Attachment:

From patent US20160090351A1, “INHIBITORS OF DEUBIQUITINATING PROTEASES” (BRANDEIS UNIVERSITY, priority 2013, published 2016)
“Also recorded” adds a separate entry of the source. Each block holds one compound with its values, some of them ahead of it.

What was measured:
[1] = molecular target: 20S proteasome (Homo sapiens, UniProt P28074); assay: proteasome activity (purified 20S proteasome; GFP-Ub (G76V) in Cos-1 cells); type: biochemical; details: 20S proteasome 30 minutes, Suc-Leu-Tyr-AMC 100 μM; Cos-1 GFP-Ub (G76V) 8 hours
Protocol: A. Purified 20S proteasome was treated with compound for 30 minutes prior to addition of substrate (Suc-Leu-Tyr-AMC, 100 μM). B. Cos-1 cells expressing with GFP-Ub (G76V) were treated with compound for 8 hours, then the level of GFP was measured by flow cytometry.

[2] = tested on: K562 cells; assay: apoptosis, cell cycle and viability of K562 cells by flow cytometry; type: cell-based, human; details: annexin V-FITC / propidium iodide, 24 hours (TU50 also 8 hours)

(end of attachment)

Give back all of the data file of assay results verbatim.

From patent US20160090351A1, “INHIBITORS OF DEUBIQUITINATING PROTEASES” (BRANDEIS UNIVERSITY, priority 2013, published 2016)
“Also recorded” adds a separate entry of the source. Each block holds one compound with its values, some of them ahead of it.

What was measured:
[1] = molecular target: 20S proteasome (Homo sapiens, UniProt P28074); assay: proteasome activity (purified 20S proteasome; GFP-Ub (G76V) in Cos-1 cells); type: biochemical; details: 20S proteasome 30 minutes, Suc-Leu-Tyr-AMC 100 μM; Cos-1 GFP-Ub (G76V) 8 hours
Protocol: A. Purified 20S proteasome was treated with compound for 30 minutes prior to addition of substrate (Suc-Leu-Tyr-AMC, 100 μM). B. Cos-1 cells expressing with GFP-Ub (G76V) were treated with compound for 8 hours, then the level of GFP was measured by flow cytometry.

[2] = tested on: K562 cells; assay: apoptosis, cell cycle and viability of K562 cells by flow cytometry; type: cell-based, human; details: annexin V-FITC / propidium iodide, 24 hours (TU50 also 8 hours)